The local footy ground is called WIN Stadium (a title that relates to “the world’s largest privately owned regional television network and reaches more than 5.2 million viewers across six states of Australia”) and the media centre for the worlds was located in the WIN Sports and Entertainment Centres.
WIN was here, WIN was there… but nobody won from the arrangement with WIN’s parent company that was brokered early and largely kept silent until the championships began.
When broadcast rights were discussed, it was said that the “final weekend of the championships will be seen on free-to-air TV”, but even this claim was a furphy.
Eventually there were images on Channel 9 but not on the network’s main channel, and even then it was only shown on free-to-air TV for the closing laps of the elite women’s and elite men’s road races. The rest of the time, the coverage was hidden in the Stan pay-TV portal.
What about that glorious vista from the chopper shot as the peloton raced over the Sea Cliff Bridge? Well, if you live in Australia, you had to pay to see that (and many other aspects of the racing from #Wollongong2022).
There was a spark of action for the lap over Mt Keira but if you were hoping to see this on Channel 9’s broadcast, tough luck – it came early in both races and that was Stan’s time(slot).
In the end, there was spectacular scenery and great racing… but the viewing audience was nowhere near as big as it could have been, certainly in Australia. The opportunity for mainstream exposure to cycling was lost and thus offers no legacy effect.
Cycling coverage in Australia, most would agree, is best managed by SBS. This is the network that has shown a consistent commitment to the sport for decades. This is a public broadcaster that has increased its commitment to free-to-air coverage of bike racing, and it holds the rights for the biggest annual sporting event of all, the Tour de France (and many other major cycling events).
Maybe SBS didn’t match WIN’s financial contribution but if the public broadcaster had been given the rights to #Wollongong2022 shortly after the winning bid was confirmed back in October 2018, the value of in-kind promotion for the years leading up to the championships would have easily outstripped the price paid by Stan/Nine.
Instead, in the lead-up to the worlds in Wollongong commentary during the Tour de France (and other events broadcast by SBS) offered a few mentions of the upcoming world championships but it wasn’t in SBS’s interests to promote an event that the UCI, NSW government and organising committee had ‘sold’ to the highest bidder.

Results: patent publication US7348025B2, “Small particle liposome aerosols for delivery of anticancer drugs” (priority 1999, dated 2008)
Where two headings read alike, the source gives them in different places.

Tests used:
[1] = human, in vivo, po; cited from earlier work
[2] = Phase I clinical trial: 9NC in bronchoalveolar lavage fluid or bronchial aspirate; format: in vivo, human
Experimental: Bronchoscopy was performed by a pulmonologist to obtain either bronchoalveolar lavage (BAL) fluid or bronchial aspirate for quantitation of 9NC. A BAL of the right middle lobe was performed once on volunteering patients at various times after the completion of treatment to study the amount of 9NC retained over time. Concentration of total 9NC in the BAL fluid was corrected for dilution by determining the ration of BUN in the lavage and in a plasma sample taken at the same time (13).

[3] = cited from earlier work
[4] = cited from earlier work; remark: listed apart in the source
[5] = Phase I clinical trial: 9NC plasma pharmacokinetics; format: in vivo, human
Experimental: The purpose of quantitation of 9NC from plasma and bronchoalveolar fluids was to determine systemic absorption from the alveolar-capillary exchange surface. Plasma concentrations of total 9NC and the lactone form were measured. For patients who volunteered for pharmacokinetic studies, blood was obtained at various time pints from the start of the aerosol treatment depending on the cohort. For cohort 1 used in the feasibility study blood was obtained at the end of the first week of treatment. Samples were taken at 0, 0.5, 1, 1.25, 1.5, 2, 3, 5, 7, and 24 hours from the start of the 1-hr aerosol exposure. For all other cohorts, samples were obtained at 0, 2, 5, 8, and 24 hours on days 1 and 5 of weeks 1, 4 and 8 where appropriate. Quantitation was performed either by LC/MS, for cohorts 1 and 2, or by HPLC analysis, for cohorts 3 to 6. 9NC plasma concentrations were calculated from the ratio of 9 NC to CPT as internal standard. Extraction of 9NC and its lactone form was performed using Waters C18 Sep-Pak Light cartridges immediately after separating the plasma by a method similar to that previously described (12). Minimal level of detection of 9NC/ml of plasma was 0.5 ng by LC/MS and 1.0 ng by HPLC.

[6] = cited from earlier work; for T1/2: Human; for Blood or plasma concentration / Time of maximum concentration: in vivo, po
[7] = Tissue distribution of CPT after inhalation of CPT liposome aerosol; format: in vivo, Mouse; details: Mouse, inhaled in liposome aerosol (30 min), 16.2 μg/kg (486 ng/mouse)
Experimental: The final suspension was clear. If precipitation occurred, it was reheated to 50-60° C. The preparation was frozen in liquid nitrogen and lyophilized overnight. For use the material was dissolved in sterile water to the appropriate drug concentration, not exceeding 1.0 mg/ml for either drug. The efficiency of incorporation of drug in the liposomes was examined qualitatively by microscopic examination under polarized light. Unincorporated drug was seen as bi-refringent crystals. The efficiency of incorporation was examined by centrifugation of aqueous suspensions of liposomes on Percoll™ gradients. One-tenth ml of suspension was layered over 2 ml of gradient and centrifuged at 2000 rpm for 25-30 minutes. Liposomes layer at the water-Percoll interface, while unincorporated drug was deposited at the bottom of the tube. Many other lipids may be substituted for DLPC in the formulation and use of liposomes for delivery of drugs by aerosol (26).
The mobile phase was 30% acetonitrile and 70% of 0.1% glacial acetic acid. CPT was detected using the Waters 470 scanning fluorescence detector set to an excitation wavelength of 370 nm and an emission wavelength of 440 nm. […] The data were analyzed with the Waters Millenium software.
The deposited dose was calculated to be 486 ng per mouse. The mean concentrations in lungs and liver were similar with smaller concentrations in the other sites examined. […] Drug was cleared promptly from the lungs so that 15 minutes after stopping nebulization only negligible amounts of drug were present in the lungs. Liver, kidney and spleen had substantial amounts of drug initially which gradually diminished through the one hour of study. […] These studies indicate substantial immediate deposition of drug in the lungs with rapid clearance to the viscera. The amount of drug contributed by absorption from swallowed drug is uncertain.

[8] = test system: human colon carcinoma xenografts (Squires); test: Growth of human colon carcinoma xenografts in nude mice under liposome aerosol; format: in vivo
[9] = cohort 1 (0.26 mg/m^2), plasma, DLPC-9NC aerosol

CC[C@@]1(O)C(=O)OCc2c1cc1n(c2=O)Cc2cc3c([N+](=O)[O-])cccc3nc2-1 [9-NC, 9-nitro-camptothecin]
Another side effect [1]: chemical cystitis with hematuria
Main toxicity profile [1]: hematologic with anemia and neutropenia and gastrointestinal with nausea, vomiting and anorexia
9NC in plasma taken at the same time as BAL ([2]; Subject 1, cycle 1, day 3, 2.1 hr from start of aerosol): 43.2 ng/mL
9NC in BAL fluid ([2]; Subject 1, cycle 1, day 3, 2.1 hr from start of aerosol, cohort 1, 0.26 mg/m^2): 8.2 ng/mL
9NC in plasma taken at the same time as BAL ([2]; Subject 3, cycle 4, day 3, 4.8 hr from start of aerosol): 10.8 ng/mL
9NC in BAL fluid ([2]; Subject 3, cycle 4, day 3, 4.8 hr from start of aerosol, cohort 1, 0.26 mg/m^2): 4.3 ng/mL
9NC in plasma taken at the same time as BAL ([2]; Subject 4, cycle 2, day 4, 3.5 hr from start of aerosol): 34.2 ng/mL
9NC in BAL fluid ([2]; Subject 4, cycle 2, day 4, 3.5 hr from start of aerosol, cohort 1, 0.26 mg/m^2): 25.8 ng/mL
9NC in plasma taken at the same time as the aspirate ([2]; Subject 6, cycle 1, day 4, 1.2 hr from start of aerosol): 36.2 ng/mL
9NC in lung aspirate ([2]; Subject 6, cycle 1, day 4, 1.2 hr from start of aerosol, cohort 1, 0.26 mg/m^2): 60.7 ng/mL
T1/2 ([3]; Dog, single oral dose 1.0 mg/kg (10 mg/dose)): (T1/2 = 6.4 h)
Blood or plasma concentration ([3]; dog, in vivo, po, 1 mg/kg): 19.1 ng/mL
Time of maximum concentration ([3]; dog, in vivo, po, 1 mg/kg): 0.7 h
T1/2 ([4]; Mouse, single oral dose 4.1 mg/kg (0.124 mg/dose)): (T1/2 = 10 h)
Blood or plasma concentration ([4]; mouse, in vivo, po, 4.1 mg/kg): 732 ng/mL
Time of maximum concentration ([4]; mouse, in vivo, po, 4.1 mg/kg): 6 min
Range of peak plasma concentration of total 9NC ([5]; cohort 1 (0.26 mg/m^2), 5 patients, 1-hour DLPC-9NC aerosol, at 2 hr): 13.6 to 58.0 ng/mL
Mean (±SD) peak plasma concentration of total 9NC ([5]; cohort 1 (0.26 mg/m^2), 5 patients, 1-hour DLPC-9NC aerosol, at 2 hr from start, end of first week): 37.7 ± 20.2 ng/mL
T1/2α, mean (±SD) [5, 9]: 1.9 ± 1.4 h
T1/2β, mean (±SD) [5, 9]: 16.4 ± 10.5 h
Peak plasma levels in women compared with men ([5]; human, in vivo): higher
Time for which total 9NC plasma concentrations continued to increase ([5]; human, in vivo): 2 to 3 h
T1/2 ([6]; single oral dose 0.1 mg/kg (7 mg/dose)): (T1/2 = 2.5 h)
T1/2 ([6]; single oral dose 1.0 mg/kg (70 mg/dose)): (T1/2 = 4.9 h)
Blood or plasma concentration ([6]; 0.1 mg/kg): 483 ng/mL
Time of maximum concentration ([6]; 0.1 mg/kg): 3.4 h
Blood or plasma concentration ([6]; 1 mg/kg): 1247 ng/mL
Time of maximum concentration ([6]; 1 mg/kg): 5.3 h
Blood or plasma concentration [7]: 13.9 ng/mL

It would be interesting to know how much tax-payer money was invested into the broadcast of the worlds; this is something I’ve not been able to confirm but I’m confident to say that Stan/Nine didn’t cover the entire cost of the TV coverage of the worlds in Australia.
Of course, SBS has had other priorities in 2022 (and the investment in the FIFA World Cup doesn’t leave much spare change for a cycling event) but even a bit of logical thinking would have concluded that it was worth compromising on price for the many other associated benefits that would have come from a partnership with Australia’s true cycling network.
Failure to capitalise on investment
On the day that an overview of the race route was presented (10 December 2021), I spoke with the CEO of the organising committee Stu Taggart. He was pleased to be able to talk about where the worlds would be held and admitted that the course planning had been difficult. Still, he explained how he was satisfied with the end result even if it was, in his words, “a series of compromises to get the best outcome”.
The event began on a Sunday with the elite time trials and these races were followed by four days of competition largely held in suburbia. Of course, the start and finish of the ‘city circuit’ featured glimpses of Wollongong harbour and other pretty locations but Mount Pleasant and other surburban settings were where most of the action happened.
And it was the city circuit that was used exclusively for 10 of the 12 events of the championships, ie. the junior competitions (TTs and road races), the under-23 men’s TT and road race, and the Mixed TTT.
On the Thursday of the championships, the UCI held a function at the University of Wollongong – the annual conference of the sport’s governing body – while riders and spectators took advantage of what was dubbed ‘Training Day’.
It wasn’t until the final weekend that racing ventured any further than the city circuit, eventually allowing the organising committee the chance to showcase the glorious coastline and/or the climbs of the escarpment just a few kilometres to the west of Wollongong harbour.
The level of planning required to ensure that the two laps of the ‘Mount Keira Loop’ (ie. one for the elite women on Saturday, and one for the elite men on Sunday) was immense.
It didn’t help that torrential rain at the start of the year created havoc with landslides and the desperate need to repair the roads to ensure the major climb of the championships could indeed be part of the itinerary.
Still, Wollongong residents had reason to be frustrated by the huge imposition of road closures before and during the championships.
Okay, one legacy was a layer of fresh bitumen on roads in some parts of town, but there was also the long-winded, cumbersome, and expensive need to raise established median strips and other pieces of road furniture.
The UCI demands good, safe conditions for the racing and Wollongong responded. But this meant months of interruptions in the lead-up to the worlds, the installation of temporary (and removable) lane dividers etc… and then what?
When the championships were over has Wollongong council reinstalled all the elements of road furniture that were removed to ensure the streets could safely become a race circuit? That’s likely, as there is little chance of a bike race returning to the streets of this town any time soon. The result for residents? More interruptions… and, surely, a considerable cost to get the roads back to what they were before the championships.
By the time reparations were made to the road network, the UCI was long gone… and so too was any sense of a legacy from these championships.